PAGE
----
Unusual attitudes

Today we covered a lot of new ground.  Working in the practice area west of Blair, we started out with emergency procedures and engine failure.  We had some good discussions about the flow of trying an engine restart and picking out a good field when there’s no flat spot within range.  I felt like I was well prepared.

After a few of simulated engine-out emergency landings (down to about 500′ AGL) we moved on to flight by reference to instruments.  John had me under the hood with my head down while he did some maneuvers, which got me closer to motion sickness than I’ve been in a long time.  I did some turns and level flight by instrument reference only…  and I have to admit, it was much more difficult than I expected it to be. Then we did a couple of unusual attitude recoveries, which pushed me closer to rendering the airplane incapable of ever being flown again (you DO NOT want to be anywhere near if I ever actually do puke, it’s a seismic event).  I’m going to have to be more prepared for the vertigo and motion sickness next time.

We ended up further north than we planned, and got a call from Omaha tower asking where we planned to go since we were getting close to the nuke plant…  not a good idea.  We headed back and did the x-wind landing, which was certainly not perfect but I’m getting closer to finding the groove.

We had fun taxiing both departing and arriving.  On the departure Ground cleared us to taxi via L2 and L, then cleared a Bonanza that had just landed to taxi to the FBO via…  L2.  I believe it was the second time I have been nose to nose with the same Bonanza, thankfully neither time were my fault.  Anyway, we both recognized what was going on, he held up, we made our turn and all was well.  On the return we were taxiing toward our tiedown spot, and realized that the Centurion parked up ahead — wasn’t parked, he had just stopped there for some reason.  He moved, I did a nice tight 270 turn to pull into a spot my CFI didn’t think I could make.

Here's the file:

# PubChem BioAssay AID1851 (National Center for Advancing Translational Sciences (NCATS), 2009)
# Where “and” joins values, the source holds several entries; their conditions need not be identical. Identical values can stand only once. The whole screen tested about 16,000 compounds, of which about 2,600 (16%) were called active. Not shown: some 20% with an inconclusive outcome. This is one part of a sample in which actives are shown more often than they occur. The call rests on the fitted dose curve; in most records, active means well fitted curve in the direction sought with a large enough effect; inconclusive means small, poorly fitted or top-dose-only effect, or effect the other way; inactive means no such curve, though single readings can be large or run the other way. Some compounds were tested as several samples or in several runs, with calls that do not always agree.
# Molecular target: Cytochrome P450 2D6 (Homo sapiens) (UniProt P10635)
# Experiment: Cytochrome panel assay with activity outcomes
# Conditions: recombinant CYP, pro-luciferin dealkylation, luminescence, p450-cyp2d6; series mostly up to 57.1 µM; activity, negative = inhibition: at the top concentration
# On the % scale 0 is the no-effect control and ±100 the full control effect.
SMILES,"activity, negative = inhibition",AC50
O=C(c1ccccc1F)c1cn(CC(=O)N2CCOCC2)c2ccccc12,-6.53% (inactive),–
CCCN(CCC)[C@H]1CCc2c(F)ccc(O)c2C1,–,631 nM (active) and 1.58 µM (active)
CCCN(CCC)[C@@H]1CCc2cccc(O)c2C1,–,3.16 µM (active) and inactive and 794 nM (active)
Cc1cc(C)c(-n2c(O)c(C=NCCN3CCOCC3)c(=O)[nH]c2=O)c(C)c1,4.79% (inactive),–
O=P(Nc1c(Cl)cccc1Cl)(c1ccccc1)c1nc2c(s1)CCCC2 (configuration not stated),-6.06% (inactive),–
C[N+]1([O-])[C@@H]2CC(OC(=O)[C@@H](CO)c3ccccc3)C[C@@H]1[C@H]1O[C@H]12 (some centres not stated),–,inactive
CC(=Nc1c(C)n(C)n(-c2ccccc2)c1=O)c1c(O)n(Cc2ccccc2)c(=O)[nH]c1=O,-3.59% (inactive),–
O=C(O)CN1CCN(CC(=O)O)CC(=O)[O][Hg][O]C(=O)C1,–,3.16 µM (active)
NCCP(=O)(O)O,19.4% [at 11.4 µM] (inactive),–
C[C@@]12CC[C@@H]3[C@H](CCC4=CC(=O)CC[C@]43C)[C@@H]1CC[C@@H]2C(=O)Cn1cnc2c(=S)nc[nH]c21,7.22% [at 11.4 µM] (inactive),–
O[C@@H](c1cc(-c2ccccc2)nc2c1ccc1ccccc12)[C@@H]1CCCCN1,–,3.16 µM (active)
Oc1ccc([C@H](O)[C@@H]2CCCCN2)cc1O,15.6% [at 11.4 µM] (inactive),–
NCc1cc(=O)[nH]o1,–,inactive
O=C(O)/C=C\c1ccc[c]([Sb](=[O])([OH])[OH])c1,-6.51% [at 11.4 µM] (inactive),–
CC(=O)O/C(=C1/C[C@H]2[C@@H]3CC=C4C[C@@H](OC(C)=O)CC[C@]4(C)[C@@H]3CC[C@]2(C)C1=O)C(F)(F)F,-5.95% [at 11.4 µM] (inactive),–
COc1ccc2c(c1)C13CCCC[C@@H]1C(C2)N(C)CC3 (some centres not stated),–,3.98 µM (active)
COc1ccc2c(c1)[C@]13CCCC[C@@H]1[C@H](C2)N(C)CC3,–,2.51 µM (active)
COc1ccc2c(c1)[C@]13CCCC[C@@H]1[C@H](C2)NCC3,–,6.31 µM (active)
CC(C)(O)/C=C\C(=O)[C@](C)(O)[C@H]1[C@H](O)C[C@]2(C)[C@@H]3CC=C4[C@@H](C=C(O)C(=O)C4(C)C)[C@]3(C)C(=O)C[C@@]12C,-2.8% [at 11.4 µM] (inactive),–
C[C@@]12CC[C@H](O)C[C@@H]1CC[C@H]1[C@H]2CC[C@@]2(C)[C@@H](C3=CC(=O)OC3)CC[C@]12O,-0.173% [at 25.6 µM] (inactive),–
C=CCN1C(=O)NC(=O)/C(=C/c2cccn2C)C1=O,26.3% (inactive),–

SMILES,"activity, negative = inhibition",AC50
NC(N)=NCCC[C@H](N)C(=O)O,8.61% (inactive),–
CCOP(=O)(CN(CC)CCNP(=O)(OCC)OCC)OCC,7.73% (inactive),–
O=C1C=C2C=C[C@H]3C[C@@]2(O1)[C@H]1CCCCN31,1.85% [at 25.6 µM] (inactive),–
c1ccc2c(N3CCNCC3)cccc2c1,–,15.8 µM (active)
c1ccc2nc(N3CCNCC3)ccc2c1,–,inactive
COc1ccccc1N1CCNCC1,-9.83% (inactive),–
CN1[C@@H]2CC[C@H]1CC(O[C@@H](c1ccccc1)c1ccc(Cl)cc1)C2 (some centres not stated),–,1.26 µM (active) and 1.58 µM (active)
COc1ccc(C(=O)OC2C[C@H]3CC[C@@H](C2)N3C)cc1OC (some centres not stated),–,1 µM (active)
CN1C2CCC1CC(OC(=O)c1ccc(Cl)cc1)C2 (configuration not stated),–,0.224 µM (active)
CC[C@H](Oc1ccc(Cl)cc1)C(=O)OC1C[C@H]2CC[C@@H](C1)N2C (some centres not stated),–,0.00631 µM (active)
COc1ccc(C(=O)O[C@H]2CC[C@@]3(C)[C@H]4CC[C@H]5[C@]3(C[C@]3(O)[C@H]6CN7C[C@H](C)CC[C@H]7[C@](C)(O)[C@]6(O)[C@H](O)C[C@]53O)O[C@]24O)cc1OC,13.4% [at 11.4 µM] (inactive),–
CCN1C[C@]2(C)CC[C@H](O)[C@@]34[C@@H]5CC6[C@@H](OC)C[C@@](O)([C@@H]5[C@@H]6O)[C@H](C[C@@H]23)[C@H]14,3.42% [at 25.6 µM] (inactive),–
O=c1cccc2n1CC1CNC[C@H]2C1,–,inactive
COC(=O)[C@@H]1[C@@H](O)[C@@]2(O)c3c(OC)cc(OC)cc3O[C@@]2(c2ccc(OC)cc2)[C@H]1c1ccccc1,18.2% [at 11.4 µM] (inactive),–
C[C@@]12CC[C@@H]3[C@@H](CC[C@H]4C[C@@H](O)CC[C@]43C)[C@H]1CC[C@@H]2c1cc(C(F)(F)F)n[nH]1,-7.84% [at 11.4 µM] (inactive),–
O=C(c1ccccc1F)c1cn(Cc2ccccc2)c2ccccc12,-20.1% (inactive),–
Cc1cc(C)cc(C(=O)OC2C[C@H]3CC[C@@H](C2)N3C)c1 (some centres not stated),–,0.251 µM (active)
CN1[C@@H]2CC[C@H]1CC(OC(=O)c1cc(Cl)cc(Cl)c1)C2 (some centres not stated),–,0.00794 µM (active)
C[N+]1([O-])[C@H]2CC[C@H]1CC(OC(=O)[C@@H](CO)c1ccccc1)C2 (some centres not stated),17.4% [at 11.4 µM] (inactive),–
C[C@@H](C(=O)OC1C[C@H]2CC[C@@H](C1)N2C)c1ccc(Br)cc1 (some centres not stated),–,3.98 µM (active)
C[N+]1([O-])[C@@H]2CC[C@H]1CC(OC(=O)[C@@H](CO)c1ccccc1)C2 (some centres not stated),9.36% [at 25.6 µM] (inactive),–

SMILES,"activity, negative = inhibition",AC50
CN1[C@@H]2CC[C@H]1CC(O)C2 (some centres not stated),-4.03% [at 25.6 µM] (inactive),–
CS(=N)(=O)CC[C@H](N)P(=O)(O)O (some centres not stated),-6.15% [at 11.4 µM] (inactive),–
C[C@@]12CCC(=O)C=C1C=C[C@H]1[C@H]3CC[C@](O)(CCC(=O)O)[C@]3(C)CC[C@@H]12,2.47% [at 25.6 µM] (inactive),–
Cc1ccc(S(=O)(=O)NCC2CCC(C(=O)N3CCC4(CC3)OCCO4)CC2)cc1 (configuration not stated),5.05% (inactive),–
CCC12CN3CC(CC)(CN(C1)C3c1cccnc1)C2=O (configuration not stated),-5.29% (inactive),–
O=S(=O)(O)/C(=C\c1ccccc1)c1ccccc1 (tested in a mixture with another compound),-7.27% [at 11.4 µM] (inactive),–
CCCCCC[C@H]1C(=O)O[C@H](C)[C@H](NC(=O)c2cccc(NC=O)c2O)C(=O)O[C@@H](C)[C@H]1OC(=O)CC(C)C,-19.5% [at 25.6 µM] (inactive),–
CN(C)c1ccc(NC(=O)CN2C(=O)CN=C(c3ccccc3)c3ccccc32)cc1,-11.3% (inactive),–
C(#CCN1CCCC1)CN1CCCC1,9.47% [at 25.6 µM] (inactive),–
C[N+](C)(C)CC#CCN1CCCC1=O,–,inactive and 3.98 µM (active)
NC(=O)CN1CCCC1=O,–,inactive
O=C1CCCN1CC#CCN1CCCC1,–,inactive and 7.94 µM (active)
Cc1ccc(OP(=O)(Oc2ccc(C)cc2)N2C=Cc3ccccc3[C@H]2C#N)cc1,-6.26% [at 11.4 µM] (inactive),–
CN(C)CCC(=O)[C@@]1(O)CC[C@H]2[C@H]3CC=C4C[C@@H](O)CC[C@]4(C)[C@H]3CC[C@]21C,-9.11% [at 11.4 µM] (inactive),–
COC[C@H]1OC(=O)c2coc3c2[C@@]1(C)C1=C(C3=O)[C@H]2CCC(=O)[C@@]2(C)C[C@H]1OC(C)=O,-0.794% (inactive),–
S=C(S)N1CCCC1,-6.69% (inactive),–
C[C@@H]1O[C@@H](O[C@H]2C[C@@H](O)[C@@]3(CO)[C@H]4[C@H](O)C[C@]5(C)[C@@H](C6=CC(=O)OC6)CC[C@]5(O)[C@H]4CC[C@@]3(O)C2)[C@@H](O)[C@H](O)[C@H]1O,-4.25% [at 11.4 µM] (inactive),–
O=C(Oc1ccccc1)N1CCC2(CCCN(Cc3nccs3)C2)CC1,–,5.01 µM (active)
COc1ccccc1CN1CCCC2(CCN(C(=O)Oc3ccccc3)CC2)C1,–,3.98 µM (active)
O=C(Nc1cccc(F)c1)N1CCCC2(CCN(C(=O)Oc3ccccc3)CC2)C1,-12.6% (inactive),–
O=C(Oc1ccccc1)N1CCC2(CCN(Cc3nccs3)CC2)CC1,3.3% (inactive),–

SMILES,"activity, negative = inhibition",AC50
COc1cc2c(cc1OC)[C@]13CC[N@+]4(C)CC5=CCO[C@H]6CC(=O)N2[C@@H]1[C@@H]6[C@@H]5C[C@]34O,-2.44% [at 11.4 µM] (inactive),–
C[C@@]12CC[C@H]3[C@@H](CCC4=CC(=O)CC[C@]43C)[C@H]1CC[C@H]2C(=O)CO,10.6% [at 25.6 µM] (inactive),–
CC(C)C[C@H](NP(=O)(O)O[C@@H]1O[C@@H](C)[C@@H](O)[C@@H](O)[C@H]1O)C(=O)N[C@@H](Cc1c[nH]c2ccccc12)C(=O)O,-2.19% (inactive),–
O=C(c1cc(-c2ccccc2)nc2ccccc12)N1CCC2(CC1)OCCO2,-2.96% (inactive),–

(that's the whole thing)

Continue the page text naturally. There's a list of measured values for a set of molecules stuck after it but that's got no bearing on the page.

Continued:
So my primary CFI is going to be gone again for 15 days, and I’ll be flying with another instructor.  I have every intention of being able to grease a crosswind  landing consistently by the time John returns, as well as having the PP knowledge test out of the way and the pre-solo written done.  My only complaint about John is that I feel like he gets on the controls a little too early and too often when he thinks I’m about to fluff a landing.  OK, I understand his desire to be able to fly the plane again…  but.  Today I began my transition later than usual, and I think I nailed that part pretty well.  In hindsight, yes, I stopped my xwind correction a little too early and we drifted left — but the flippin’ runway is 150′ wide!  And, yes, we did start to balloon a LITTLE bit.  Nowhere near as badly as we have before, and I saw it coming and lowered the nose…  but by then John was on the yoke and rudder pedals and had half a bushel of throttle in.  I honestly feel if I’d been left on my own we would have touched down more smoothly.  It wasn’t pretty, but I had it.

All in all, it was a lot of work today, a TON of learning, and a good end to the week.